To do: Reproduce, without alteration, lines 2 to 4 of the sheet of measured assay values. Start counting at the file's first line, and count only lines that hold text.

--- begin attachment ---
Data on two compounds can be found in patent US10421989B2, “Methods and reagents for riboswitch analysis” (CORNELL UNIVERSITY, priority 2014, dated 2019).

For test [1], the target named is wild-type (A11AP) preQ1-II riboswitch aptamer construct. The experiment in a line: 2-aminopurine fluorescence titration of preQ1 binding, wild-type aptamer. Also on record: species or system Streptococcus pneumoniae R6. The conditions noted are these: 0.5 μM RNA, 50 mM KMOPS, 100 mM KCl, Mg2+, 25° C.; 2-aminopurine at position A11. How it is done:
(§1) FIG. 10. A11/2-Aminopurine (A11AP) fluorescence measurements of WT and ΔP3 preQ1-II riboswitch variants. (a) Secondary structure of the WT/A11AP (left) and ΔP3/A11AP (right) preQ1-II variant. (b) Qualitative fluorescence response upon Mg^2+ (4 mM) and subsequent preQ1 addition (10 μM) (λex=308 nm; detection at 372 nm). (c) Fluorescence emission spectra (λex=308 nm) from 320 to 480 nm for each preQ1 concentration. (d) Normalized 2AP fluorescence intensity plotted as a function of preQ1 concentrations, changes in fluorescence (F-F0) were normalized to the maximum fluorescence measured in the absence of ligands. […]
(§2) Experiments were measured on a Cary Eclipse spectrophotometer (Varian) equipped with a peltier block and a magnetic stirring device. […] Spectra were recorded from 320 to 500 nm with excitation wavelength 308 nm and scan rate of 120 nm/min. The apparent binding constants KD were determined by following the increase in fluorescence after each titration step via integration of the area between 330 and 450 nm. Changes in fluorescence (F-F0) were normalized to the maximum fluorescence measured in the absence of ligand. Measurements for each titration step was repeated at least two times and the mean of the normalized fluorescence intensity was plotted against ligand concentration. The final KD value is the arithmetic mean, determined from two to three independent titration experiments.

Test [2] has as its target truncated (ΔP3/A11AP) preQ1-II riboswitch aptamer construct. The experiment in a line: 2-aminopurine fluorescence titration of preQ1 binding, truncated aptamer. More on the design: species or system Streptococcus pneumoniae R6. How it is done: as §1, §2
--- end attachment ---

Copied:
For test [1], the target named is wild-type (A11AP) preQ1-II riboswitch aptamer construct. The experiment in a line: 2-aminopurine fluorescence titration of preQ1 binding, wild-type aptamer. Also on record: species or system Streptococcus pneumoniae R6. The conditions noted are these: 0.5 μM RNA, 50 mM KMOPS, 100 mM KCl, Mg2+, 25° C.; 2-aminopurine at position A11. How it is done:
(§1) FIG. 10. A11/2-Aminopurine (A11AP) fluorescence measurements of WT and ΔP3 preQ1-II riboswitch variants. (a) Secondary structure of the WT/A11AP (left) and ΔP3/A11AP (right) preQ1-II variant. (b) Qualitative fluorescence response upon Mg^2+ (4 mM) and subsequent preQ1 addition (10 μM) (λex=308 nm; detection at 372 nm). (c) Fluorescence emission spectra (λex=308 nm) from 320 to 480 nm for each preQ1 concentration. (d) Normalized 2AP fluorescence intensity plotted as a function of preQ1 concentrations, changes in fluorescence (F-F0) were normalized to the maximum fluorescence measured in the absence of ligands. […]
(§2) Experiments were measured on a Cary Eclipse spectrophotometer (Varian) equipped with a peltier block and a magnetic stirring device. […] Spectra were recorded from 320 to 500 nm with excitation wavelength 308 nm and scan rate of 120 nm/min. The apparent binding constants KD were determined by following the increase in fluorescence after each titration step via integration of the area between 330 and 450 nm. Changes in fluorescence (F-F0) were normalized to the maximum fluorescence measured in the absence of ligand. Measurements for each titration step was repeated at least two times and the mean of the normalized fluorescence intensity was plotted against ligand concentration. The final KD value is the arithmetic mean, determined from two to three independent titration experiments.